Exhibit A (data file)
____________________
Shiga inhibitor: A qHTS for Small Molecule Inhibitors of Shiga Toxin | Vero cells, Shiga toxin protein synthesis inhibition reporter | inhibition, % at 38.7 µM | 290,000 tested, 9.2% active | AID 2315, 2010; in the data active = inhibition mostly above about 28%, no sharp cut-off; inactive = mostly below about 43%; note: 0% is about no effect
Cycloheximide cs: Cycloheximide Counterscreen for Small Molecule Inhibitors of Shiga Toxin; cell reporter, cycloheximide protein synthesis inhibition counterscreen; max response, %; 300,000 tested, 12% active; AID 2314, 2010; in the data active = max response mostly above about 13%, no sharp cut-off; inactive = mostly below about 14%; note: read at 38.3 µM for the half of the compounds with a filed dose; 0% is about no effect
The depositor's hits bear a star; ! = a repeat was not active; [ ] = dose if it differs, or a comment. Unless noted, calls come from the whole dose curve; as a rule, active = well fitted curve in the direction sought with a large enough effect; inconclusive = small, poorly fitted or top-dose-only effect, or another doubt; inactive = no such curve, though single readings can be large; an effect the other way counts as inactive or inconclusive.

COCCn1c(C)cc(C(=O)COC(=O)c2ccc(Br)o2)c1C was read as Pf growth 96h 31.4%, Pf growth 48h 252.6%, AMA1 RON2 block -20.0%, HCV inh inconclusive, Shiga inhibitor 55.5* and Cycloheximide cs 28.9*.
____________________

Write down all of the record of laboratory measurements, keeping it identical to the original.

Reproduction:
Shiga inhibitor: A qHTS for Small Molecule Inhibitors of Shiga Toxin | Vero cells, Shiga toxin protein synthesis inhibition reporter | inhibition, % at 38.7 µM | 290,000 tested, 9.2% active | AID 2315, 2010; in the data active = inhibition mostly above about 28%, no sharp cut-off; inactive = mostly below about 43%; note: 0% is about no effect
Cycloheximide cs: Cycloheximide Counterscreen for Small Molecule Inhibitors of Shiga Toxin; cell reporter, cycloheximide protein synthesis inhibition counterscreen; max response, %; 300,000 tested, 12% active; AID 2314, 2010; in the data active = max response mostly above about 13%, no sharp cut-off; inactive = mostly below about 14%; note: read at 38.3 µM for the half of the compounds with a filed dose; 0% is about no effect
The depositor's hits bear a star; ! = a repeat was not active; [ ] = dose if it differs, or a comment. Unless noted, calls come from the whole dose curve; as a rule, active = well fitted curve in the direction sought with a large enough effect; inconclusive = small, poorly fitted or top-dose-only effect, or another doubt; inactive = no such curve, though single readings can be large; an effect the other way counts as inactive or inconclusive.

COCCn1c(C)cc(C(=O)COC(=O)c2ccc(Br)o2)c1C was read as Pf growth 96h 31.4%, Pf growth 48h 252.6%, AMA1 RON2 block -20.0%, HCV inh inconclusive, Shiga inhibitor 55.5* and Cycloheximide cs 28.9*.